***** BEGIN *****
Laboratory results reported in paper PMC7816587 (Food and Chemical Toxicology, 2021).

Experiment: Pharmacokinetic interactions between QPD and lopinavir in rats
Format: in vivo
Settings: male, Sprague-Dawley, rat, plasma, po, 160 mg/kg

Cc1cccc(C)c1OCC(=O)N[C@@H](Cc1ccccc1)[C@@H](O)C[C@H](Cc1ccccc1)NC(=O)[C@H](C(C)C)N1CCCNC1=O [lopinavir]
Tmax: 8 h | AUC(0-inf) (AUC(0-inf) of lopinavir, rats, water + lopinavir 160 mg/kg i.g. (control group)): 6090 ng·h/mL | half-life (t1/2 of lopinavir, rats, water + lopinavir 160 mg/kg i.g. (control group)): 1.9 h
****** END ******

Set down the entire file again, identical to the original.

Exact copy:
Laboratory results reported in paper PMC7816587 (Food and Chemical Toxicology, 2021).

Experiment: Pharmacokinetic interactions between QPD and lopinavir in rats
Format: in vivo
Settings: male, Sprague-Dawley, rat, plasma, po, 160 mg/kg

Cc1cccc(C)c1OCC(=O)N[C@@H](Cc1ccccc1)[C@@H](O)C[C@H](Cc1ccccc1)NC(=O)[C@H](C(C)C)N1CCCNC1=O [lopinavir]
Tmax: 8 h | AUC(0-inf) (AUC(0-inf) of lopinavir, rats, water + lopinavir 160 mg/kg i.g. (control group)): 6090 ng·h/mL | half-life (t1/2 of lopinavir, rats, water + lopinavir 160 mg/kg i.g. (control group)): 1.9 h